Bron-Yr-Aur (sometimes misspelled as Bron-Y-Aur) is a house in Gwynedd, Wales, at grid reference SH735026, on a hilltop overlooking the Dyfi Valley. Its name means breast of the gold or hill of the gold in Welsh.
Bron-Yr-Aur is best known for its association with English rock group Led Zeppelin. The 18th century cottage had been used by the family of Led Zeppelin singer Robert Plant during the 1950s as a holiday house. In 1970, Plant and guitarist Jimmy Page spent time there after a long and grueling concert tour of the United States. Though the cottage had no running water or electricity, they used it as a retreat to write and record some of their third album, Led Zeppelin III. Also at the cottage at the time were Plant's wife Maureen and 18-month-old daughter Carmen, Page's girlfriend Charlotte Martin, and Led Zeppelin roadies Clive Coulson and Sandy MacGregor.
Led Zeppelin songs whose beginnings can be traced to Plant and Page's time at Bron-Yr-Aur in 1970 include "Over the Hills and Far Away" and "The Crunge" (both from Houses of the Holy), "The Rover", "Bron-Yr-Aur" and "Down By The Seaside" (from Physical Graffiti), "Poor Tom" (from Coda) and three they actually used on Led Zeppelin III: "Friends", "Bron-Y-Aur Stomp" and "That's the Way". There were also two songs recorded but lost, called "Another Way To Wales" and "I Wanna Be Her Man".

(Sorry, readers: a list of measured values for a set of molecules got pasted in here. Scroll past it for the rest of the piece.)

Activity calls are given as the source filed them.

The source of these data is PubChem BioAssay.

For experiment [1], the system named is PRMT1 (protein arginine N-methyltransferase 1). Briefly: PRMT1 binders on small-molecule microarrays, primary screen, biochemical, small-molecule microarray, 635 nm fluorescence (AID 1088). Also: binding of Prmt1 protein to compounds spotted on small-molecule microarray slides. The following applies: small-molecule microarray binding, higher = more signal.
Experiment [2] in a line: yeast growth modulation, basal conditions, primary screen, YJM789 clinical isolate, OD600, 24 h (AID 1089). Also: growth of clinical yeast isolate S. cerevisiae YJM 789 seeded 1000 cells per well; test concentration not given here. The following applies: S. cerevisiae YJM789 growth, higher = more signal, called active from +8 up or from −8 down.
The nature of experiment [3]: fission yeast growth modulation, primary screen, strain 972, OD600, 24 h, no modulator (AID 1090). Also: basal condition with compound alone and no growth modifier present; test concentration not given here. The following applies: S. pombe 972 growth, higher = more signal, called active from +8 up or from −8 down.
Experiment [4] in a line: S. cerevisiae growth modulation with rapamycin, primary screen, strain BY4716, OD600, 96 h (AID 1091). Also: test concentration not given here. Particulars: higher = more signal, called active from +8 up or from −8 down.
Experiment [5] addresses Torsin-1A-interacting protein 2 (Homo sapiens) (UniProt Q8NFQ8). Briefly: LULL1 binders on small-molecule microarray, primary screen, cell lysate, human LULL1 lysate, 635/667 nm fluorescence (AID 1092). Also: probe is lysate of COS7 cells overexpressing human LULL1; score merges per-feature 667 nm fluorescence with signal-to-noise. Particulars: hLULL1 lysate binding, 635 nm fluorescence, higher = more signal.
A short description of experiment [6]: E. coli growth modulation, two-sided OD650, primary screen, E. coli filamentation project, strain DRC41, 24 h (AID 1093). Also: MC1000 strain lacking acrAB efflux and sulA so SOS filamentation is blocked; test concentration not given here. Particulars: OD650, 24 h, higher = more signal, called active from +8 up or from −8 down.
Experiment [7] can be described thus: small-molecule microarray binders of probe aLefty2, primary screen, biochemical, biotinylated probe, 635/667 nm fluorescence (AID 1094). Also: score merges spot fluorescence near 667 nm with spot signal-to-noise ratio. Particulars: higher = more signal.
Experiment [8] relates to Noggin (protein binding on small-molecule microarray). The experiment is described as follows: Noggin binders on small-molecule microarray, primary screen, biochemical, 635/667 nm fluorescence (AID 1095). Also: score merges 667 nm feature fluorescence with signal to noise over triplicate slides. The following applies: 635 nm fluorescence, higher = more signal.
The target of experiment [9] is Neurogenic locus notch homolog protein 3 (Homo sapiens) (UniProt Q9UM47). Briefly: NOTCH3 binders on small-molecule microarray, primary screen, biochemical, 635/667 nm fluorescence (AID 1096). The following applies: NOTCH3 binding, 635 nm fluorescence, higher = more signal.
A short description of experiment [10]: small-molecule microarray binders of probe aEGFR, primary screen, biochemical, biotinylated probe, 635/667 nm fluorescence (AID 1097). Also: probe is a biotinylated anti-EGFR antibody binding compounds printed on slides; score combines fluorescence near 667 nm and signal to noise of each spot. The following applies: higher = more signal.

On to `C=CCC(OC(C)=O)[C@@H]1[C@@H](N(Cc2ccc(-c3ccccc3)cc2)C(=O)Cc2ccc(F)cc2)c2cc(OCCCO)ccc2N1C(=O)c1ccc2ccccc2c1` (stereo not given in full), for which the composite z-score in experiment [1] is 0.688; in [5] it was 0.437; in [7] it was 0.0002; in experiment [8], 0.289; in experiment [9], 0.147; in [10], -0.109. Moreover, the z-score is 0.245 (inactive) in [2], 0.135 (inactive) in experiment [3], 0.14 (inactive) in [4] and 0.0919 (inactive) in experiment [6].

When onstage for Page and Plant's Unledded reunion in 1994, Plant announced to the audience that Page's daughter, Scarlet Page, was conceived "about half an hour" after "That's The Way" was written at Bron-Yr-Aur.
Led Zeppelin used the name of the house in the title of of their songs: "Bron-Y-Aur Stomp" (the name of the house being accidentally mis-spelt on the album cover), and "Bron-Yr-Aur". Bron-Y-Aur Stomp is a country music inflected hoedown on Led Zeppelin III, in which Robert Plant waxes lyrical about walking in the woods with his blue eyed merle dog. Conversely, "Bron-Yr-Aur" is a gentle, acoustic instrumental by Page on the six-string guitar, which appeared on the later album Physical Graffiti and in the film The Song Remains the Same.
"Bron-Y-Aur" is also the name of the secret instrumental track at the end of Good Apollo I'm Burning Star IV, Volume One: From Fear Through the Eyes of Madness, the third album from Coheed and Cambria. The track has a similar sound to the Led Zeppelin song of the same title.